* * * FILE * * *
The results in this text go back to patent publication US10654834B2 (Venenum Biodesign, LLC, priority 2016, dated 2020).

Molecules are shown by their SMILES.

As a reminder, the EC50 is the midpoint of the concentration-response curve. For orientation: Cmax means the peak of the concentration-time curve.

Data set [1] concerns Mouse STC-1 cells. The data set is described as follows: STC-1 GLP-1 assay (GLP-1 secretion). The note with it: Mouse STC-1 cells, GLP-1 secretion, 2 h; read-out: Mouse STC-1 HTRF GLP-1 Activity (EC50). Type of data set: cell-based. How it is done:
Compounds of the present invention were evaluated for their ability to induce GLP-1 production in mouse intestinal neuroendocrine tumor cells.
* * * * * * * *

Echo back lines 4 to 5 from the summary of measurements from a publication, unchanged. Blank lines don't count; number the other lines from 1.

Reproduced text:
Data set [1] concerns Mouse STC-1 cells. The data set is described as follows: STC-1 GLP-1 assay (GLP-1 secretion). The note with it: Mouse STC-1 cells, GLP-1 secretion, 2 h; read-out: Mouse STC-1 HTRF GLP-1 Activity (EC50). Type of data set: cell-based. How it is done:
Compounds of the present invention were evaluated for their ability to induce GLP-1 production in mouse intestinal neuroendocrine tumor cells.